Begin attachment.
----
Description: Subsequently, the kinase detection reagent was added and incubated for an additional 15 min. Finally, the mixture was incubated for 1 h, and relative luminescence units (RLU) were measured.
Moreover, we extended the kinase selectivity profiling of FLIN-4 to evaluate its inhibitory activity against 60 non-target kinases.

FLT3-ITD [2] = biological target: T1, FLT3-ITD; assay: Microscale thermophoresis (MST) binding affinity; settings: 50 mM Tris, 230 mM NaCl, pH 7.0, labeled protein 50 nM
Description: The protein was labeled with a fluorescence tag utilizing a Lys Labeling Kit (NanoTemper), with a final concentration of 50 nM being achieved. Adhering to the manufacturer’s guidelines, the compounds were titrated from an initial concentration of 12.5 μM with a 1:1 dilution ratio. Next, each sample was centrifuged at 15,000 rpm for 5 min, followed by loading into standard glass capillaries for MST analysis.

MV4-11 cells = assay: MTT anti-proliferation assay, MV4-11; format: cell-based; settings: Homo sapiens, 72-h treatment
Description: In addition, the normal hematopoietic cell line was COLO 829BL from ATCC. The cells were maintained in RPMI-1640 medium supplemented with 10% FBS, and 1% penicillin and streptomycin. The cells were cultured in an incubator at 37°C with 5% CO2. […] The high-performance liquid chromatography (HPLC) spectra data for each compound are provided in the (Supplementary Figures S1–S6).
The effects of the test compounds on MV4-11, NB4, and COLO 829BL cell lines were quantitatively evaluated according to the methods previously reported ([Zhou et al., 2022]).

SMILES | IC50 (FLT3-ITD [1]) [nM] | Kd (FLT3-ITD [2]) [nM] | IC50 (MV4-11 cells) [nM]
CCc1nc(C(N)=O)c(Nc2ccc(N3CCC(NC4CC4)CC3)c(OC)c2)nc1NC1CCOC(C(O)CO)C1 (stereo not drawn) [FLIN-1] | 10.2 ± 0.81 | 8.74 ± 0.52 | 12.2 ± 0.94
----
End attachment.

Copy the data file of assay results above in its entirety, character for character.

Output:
Description: Subsequently, the kinase detection reagent was added and incubated for an additional 15 min. Finally, the mixture was incubated for 1 h, and relative luminescence units (RLU) were measured.
Moreover, we extended the kinase selectivity profiling of FLIN-4 to evaluate its inhibitory activity against 60 non-target kinases.

FLT3-ITD [2] = biological target: T1, FLT3-ITD; assay: Microscale thermophoresis (MST) binding affinity; settings: 50 mM Tris, 230 mM NaCl, pH 7.0, labeled protein 50 nM
Description: The protein was labeled with a fluorescence tag utilizing a Lys Labeling Kit (NanoTemper), with a final concentration of 50 nM being achieved. Adhering to the manufacturer’s guidelines, the compounds were titrated from an initial concentration of 12.5 μM with a 1:1 dilution ratio. Next, each sample was centrifuged at 15,000 rpm for 5 min, followed by loading into standard glass capillaries for MST analysis.

MV4-11 cells = assay: MTT anti-proliferation assay, MV4-11; format: cell-based; settings: Homo sapiens, 72-h treatment
Description: In addition, the normal hematopoietic cell line was COLO 829BL from ATCC. The cells were maintained in RPMI-1640 medium supplemented with 10% FBS, and 1% penicillin and streptomycin. The cells were cultured in an incubator at 37°C with 5% CO2. […] The high-performance liquid chromatography (HPLC) spectra data for each compound are provided in the (Supplementary Figures S1–S6).
The effects of the test compounds on MV4-11, NB4, and COLO 829BL cell lines were quantitatively evaluated according to the methods previously reported ([Zhou et al., 2022]).

SMILES | IC50 (FLT3-ITD [1]) [nM] | Kd (FLT3-ITD [2]) [nM] | IC50 (MV4-11 cells) [nM]
CCc1nc(C(N)=O)c(Nc2ccc(N3CCC(NC4CC4)CC3)c(OC)c2)nc1NC1CCOC(C(O)CO)C1 (stereo not drawn) [FLIN-1] | 10.2 ± 0.81 | 8.74 ± 0.52 | 12.2 ± 0.94